I've been busy looking over page proofs for an epically wrangled-over article ("Evolution, Human Enhancement, and the Narrative Self," available by email request) for Literature and Medicine. Blog posting takes two minutes; academic print publishing can take two years (maybe if a blog is wine by the box, the academic journal is something more sophisticated). But there is something to the knowledge that one's work is occupying physical space in libraries (I take my pleasures where I can get them).
At any rate, this blog reflects my liking for quotes, which are like grains of sand that get lodged in my oyster of a brain until, one hopes, they are transmuted into something else. So as I was looking over that manuscript I came across a few quotes that, to switch metaphors, serve as the survey stakes for what I was trying to get across. To reverse metaphors, I should allow the possibility that these great quotes are themselves pearls that I merely manage to grind back down into my sandy prose.
But philosophy has no direct influence on the great mass of mankind; it is of interest to only a small number even of the top layer of intellectuals and is scarcely intelligible to anyone else. On the other hand, religion is an immense power which has the strongest emotions of human beings at its service. (Freud, "The Question of a Weltanschauung").
Perhaps the tragedy of classical psychoanalysis was its inability to accept that what most human beings most need is not insight, but something else entirely (which is only partially supplied by religion). Freud hoped that the treatment would change the allegedly neurotic need. But would we still recognize Homo sapiens without this need?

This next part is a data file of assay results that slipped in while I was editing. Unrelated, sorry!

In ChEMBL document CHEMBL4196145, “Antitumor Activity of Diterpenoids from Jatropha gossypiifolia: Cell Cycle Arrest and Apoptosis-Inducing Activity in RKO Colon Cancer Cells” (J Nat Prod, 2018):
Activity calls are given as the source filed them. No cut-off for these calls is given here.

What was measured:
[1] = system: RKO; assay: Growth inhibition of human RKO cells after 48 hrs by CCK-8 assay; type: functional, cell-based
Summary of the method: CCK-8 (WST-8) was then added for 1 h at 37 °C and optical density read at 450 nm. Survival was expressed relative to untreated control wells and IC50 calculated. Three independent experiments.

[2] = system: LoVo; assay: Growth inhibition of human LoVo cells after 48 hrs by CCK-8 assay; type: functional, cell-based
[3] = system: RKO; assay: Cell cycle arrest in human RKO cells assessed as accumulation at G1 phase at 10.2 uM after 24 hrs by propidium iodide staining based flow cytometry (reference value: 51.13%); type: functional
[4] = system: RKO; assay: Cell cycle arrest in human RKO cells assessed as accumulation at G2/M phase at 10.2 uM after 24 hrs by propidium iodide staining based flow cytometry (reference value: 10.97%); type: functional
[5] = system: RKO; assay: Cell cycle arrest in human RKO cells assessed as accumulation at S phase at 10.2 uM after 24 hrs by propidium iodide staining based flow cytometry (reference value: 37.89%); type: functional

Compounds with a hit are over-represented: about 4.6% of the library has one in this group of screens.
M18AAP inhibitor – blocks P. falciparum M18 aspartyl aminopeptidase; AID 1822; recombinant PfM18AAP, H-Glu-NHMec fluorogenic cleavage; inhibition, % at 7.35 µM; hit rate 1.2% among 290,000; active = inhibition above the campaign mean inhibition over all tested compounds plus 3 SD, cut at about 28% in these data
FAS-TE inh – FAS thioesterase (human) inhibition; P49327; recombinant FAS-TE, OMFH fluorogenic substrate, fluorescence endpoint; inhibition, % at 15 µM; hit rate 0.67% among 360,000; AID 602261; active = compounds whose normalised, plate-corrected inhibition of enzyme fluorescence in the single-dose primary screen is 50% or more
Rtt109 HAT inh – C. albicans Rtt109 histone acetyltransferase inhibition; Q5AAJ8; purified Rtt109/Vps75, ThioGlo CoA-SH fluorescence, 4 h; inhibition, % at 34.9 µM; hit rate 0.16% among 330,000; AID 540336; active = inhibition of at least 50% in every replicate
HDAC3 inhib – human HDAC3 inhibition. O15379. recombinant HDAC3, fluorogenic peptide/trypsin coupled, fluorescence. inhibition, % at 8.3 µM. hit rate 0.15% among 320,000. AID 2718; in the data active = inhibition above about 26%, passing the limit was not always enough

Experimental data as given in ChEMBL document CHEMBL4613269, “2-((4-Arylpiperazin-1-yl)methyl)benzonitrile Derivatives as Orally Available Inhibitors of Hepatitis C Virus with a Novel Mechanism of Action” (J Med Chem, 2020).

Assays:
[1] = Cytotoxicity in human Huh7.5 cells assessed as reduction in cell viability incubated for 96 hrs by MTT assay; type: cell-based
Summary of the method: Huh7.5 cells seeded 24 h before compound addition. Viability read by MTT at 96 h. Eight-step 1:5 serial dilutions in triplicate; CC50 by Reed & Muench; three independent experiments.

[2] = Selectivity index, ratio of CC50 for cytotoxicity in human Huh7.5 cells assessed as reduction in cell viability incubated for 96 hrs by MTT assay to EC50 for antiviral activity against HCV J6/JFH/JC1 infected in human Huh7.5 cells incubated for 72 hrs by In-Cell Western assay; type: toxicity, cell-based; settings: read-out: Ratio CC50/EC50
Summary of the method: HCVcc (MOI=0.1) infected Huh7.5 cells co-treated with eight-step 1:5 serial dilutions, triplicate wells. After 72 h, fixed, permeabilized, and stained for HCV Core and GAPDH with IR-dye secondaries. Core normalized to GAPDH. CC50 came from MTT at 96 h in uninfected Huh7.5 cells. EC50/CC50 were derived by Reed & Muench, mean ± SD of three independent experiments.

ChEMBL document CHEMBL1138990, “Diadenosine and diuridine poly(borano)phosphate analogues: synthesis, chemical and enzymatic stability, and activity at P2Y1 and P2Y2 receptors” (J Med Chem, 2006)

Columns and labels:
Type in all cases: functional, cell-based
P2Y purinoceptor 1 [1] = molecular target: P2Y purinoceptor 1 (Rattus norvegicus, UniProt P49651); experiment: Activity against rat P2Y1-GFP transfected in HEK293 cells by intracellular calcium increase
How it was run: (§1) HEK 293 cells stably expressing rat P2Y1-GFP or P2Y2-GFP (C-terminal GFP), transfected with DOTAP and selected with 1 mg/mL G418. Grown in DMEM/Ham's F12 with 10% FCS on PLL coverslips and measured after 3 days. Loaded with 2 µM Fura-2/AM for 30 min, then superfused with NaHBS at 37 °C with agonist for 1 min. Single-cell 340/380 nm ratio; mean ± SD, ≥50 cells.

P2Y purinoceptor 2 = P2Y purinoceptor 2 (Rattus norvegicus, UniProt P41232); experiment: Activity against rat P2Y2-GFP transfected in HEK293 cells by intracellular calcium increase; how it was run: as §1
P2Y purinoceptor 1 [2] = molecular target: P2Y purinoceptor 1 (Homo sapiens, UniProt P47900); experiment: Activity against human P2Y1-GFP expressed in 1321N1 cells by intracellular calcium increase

This is Socrates' legacy, and it is precisely this challenge that Freud takes up: to figure out a form of conversation in which one can succeed in genuinely taking oneself into account. (Jonathan Lear, Freud).
By bringing psychology into philosophy, Freud was trying to make the latter more philosophical. But his psychology wasn't yet psychological enough.
If I were having a philosophical talk with a man I was going to have hanged (or electrocuted) I should say, "I don't doubt that your act was inevitable for you, but to make it more avoidable by others we propose to sacrifice you to the common good. You may regard yourself as a soldier dying for your country if you like. But the law must keep its promises. (Oliver Wendell Holmes, quoted by Steven Pinker).
This is a spot-on summary of the necessary compatibility of free will and determinism. All is determined, but human society (and specific persons) can only function by presupposing that individuals can modify their behavior.
Yes, we were natural for eons before we were cultural--before we were human, even--but so what? We are cultural now. (Robert Scholes, quoted by Harold Fromm).
In a way this mind-bender, conjoined with evolutionary psychology, motivated my whole paper. How much does our escalating knowledge of our own contingent human nature grant us real freedom to alter our own individual and species identity?
One of the good things psychotherapy can do, like the arts, is show us the limits of what science can do for our welfare. The scientific method alone is never going to be enough, especially when we are working out how to live and who we can be. (Adam Phillips).